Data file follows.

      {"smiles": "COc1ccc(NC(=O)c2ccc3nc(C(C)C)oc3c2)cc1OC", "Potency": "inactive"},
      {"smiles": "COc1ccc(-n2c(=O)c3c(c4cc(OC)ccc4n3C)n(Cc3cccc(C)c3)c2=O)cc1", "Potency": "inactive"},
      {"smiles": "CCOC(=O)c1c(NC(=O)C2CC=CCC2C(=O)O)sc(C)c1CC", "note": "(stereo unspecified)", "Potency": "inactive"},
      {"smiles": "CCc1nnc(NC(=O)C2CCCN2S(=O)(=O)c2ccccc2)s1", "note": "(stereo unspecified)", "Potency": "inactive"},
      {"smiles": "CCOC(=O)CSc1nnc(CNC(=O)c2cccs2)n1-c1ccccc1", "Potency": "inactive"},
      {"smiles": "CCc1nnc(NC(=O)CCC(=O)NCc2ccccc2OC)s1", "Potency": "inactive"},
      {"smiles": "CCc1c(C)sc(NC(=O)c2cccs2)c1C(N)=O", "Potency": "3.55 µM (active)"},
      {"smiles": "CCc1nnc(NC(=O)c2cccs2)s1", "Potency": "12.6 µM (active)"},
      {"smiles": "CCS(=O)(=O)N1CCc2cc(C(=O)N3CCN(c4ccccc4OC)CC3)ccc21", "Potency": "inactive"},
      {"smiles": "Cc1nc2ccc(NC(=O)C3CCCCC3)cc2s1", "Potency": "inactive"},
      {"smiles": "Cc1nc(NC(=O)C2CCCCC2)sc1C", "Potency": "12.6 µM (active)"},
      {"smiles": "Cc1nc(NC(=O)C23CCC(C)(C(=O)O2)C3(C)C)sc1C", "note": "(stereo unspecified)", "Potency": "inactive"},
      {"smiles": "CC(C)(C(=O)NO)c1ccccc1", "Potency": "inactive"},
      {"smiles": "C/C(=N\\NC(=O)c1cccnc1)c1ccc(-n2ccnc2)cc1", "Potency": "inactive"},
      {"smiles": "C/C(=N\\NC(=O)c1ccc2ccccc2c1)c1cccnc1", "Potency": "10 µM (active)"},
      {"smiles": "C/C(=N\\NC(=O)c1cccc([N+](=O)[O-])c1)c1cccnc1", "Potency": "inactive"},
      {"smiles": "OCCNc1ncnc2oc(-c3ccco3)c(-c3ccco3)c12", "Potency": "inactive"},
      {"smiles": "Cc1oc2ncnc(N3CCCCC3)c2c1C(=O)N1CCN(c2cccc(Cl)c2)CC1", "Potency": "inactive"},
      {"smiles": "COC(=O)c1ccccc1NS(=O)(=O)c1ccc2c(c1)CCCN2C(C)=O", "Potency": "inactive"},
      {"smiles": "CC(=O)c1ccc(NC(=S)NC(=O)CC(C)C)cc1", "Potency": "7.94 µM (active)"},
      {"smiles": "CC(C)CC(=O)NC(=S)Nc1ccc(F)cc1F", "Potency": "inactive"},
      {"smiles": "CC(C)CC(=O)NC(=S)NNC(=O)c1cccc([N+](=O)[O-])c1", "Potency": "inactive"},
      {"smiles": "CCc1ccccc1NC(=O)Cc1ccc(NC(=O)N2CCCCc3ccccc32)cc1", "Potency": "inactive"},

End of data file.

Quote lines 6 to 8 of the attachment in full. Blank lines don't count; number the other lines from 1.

      {"smiles": "CCc1nnc(NC(=O)CCC(=O)NCc2ccccc2OC)s1", "Potency": "inactive"},
      {"smiles": "CCc1c(C)sc(NC(=O)c2cccs2)c1C(N)=O", "Potency": "3.55 µM (active)"},
      {"smiles": "CCc1nnc(NC(=O)c2cccs2)s1", "Potency": "12.6 µM (active)"},